To estimate the energy equivalency of the economic collapse of Puerto Rico, I estimated the loss in economic activity during the decade of 2006–2016 (Fig. 6). This loss was equivalent to 14.1 billion dollars. Using data compiled for a dissertation research in progress by Braulio Quintero, State University of New York at Syracuse, I averaged the annual ratio of economic activity to fossil fuel energy use by the Puerto Rico economy between 1982 and 2014. The resulting energy equivalency of one dollar in the puertorrican economy was 5.66 Tjoules. The energy equivalency of the economic collapse was expressed per island (8800 km2) and per urban (1760 km2) area over a decade.
The energy radiated by a heat wave was estimated with the relationship E = α T4, where E is the energy in watts/m2, α = 5.67 × 10−8, and T is the temperature of the event in °K. This assumes an emissivity of 1, when in reality the emissivity of asphalt, concrete, glass, paint, and water (common urban surfaces) ranges from 0.88 to 0.96. Applying such corrections according to their proportion on the city would not alter the order of magnitude of E. The duration of the heat wave (30 days) and temperature (38 °C) were obtained from Méndez Lázaro et al. (2016, 2017). The duration in seconds was used to convert watts/m2 to joules/m2.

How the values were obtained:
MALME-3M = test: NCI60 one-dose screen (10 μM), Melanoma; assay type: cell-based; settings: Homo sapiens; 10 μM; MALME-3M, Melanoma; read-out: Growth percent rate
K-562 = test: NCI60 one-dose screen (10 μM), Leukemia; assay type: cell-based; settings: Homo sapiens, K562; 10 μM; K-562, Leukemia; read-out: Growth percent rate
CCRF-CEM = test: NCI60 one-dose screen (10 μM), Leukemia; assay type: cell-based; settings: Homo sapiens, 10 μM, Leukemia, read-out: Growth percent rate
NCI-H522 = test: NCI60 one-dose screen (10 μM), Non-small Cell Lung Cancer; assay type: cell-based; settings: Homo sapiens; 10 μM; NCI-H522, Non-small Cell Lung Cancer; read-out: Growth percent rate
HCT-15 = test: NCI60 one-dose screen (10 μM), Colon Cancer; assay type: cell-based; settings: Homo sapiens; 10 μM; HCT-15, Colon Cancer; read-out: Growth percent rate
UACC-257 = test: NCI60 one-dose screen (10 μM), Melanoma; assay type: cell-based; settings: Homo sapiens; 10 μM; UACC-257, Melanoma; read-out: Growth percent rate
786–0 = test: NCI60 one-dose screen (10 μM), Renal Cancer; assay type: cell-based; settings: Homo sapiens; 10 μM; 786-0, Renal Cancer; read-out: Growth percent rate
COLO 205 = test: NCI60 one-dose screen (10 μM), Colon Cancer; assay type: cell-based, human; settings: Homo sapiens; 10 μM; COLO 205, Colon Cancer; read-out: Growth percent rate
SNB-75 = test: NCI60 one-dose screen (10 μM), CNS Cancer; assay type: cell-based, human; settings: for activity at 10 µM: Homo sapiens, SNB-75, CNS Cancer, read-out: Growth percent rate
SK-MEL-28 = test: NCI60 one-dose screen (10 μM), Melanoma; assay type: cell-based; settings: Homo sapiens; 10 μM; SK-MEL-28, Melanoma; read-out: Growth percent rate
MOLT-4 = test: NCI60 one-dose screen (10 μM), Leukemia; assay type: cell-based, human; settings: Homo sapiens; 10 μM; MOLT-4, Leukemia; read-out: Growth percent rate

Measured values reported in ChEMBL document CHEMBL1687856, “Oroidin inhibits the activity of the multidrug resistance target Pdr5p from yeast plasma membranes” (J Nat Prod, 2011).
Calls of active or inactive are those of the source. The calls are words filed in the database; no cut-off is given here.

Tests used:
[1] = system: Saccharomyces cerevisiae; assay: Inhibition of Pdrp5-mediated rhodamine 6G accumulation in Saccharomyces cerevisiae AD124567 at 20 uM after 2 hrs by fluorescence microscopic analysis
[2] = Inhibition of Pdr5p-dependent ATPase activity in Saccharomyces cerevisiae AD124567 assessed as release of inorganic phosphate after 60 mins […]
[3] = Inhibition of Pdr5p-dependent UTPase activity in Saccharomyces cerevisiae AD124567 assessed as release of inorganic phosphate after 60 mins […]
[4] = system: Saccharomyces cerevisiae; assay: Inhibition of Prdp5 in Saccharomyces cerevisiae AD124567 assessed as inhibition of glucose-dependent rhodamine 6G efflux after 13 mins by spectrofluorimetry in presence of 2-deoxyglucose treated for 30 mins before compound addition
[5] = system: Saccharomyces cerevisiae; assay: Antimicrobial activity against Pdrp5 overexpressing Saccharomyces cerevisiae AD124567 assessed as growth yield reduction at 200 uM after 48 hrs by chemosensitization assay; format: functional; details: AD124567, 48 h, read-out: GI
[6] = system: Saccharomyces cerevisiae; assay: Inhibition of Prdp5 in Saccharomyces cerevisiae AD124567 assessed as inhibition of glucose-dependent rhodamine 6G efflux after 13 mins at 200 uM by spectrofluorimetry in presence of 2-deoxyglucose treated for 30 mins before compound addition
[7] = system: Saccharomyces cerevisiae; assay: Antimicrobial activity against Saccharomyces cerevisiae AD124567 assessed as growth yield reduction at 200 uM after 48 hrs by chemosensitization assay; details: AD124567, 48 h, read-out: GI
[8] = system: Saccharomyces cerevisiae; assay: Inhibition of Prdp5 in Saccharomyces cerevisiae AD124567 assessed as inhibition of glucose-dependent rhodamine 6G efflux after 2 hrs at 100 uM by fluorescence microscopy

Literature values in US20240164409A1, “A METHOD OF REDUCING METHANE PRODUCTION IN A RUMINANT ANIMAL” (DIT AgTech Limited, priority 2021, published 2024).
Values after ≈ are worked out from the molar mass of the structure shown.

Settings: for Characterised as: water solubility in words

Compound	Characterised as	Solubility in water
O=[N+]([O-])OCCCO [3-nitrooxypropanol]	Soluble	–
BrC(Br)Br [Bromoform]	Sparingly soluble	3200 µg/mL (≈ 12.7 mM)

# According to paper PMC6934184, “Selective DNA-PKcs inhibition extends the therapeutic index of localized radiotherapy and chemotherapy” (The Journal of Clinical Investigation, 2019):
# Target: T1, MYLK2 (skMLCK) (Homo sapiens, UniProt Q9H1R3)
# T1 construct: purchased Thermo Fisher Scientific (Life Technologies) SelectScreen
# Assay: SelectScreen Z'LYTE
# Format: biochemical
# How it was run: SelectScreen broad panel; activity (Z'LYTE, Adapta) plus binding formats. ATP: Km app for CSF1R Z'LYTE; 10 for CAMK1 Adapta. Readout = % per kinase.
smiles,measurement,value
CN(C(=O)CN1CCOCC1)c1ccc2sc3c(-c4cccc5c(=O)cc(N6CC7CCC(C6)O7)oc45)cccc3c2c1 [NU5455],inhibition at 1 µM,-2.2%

To estimate the chemical potential energy of rainfall during the extended low pressure event over San Juan, I multiplied the Gibbs free energy value of pure water in relation to seawater of 4.94 j/g (Odum 1996), by the 24-h rainfall of 0.234 m, the density of water in g/m3, and the area of the city (12.7 × 107 m2). The result is the energy equivalency of the leaching (cleaning) capacity of rainwater as it flows over city surfaces. I also estimated the kinetic energy of falling water (its erosion potential) over city surfaces, using the relationship Energy in joules = mass of water (kg) multiplied by the height of the clouds (assumed to be 2500 m) and by the gravitational constant of 9.8 m/s2. Results were converted to an area basis using the area of San Juan.
What is an extreme event?